Thursday, November 03, 2011

The Chonological Cure

We know what a “geographical cure” is. It’s when we imagine that when we move to another place we will be a different person. It’s evident in thinking that goes like this: “I’ll always be on time at my new job” or “I’d be civic-minded in a small town.” or “I won’t be depressed in Denver” or “When we move to our new house I’ll be organized and keep the house clean.” Before recovery we might have tried a geographic cure that included, “I’ll stop binging or drinking or using or needing him—when I move to the new city.”

And then, as the joke goes, “I moved to the new city, and a few weeks later, I showed up”.

Yep, I’ve had my share of geographic cures. And the same me always showed up. But this week I realized that I still have a version of that thinking well into recovery. But now it’s my “Chronologic Cure”.

I have been putting events and projects in my new (Letts of London, 35x, leather) 2012 calendar. And today when I recorded plans for two long distance trips in the same month I realized that I was still fantasizing that a new me that will show up later. I was picturing myself as a calm, happy, go-with-the-flow, write-on-the-road, get-everything-done-with-ease kind of gal. Now, I do get a huge amount done in any week but not without cost to self and loved ones nearby. But here I am jamming an international conference, two presentations, writing deadlines and a recovery workshop over a six week period.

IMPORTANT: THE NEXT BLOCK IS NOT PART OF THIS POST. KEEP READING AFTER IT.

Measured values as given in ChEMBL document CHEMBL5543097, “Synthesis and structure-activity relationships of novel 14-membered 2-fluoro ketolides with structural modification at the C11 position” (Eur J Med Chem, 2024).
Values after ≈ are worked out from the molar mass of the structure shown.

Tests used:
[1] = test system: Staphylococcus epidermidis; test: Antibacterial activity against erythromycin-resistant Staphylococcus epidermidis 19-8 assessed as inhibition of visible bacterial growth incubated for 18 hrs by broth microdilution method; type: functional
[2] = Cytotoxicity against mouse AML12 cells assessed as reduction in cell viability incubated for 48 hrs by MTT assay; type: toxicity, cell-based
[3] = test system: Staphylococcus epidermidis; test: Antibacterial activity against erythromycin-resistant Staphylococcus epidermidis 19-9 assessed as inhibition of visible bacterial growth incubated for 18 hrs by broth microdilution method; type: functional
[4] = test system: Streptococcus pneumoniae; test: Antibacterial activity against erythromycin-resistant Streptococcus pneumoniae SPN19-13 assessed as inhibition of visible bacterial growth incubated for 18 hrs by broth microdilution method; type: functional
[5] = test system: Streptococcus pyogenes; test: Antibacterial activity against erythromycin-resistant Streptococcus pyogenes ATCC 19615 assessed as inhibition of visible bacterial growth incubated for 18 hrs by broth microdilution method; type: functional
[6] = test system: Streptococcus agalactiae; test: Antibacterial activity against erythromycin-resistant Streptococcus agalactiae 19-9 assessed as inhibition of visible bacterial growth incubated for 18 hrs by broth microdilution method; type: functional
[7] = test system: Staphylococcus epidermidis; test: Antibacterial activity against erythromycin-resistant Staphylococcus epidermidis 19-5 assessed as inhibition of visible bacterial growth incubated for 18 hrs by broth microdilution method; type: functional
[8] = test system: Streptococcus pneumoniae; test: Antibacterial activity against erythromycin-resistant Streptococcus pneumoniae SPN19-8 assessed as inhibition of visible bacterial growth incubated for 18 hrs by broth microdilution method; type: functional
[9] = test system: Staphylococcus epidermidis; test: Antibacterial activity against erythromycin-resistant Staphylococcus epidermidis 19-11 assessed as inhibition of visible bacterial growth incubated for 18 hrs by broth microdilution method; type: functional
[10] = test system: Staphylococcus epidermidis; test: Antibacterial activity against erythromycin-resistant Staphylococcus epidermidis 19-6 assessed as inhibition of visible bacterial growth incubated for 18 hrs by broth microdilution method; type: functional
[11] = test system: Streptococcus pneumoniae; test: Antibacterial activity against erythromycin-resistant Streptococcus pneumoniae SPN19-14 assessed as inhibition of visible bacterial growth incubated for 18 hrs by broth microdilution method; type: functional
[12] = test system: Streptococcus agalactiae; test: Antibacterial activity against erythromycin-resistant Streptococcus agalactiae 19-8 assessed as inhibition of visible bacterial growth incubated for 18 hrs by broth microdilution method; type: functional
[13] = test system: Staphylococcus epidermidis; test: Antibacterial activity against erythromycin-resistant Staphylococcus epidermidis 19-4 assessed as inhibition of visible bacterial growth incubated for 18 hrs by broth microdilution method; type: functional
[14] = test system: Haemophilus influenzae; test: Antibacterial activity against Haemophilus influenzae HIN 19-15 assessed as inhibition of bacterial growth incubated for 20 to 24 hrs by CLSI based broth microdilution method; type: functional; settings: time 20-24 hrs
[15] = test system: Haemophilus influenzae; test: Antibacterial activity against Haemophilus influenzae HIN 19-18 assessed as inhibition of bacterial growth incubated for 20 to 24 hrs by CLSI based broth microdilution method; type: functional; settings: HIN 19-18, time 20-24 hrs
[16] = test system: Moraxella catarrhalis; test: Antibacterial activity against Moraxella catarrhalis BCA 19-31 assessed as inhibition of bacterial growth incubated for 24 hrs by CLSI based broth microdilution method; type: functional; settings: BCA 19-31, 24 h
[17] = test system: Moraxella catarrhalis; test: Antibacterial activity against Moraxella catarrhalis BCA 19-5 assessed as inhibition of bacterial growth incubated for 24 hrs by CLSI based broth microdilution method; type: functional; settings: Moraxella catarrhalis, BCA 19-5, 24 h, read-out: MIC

We do change and grow in recovery –but that would require a radical personality make-over.

Yes, it is the allure of a new calendar and a new year. All those clean, blank pages. (In the Letts those blank pages are the creamiest paper). But look at that illusion that I will be so changed in 60 days. No, not even 90. A year from now? OK, I’ll be different but still me.

But there in my new calendar is the evidence of the “ism” that we speak of. Long past taking a drink my thinking remains that of a woman who can imagine herself completely transformed by an occasion or an experience or a dress or a new calendar. That’s my “chronologic cure”.

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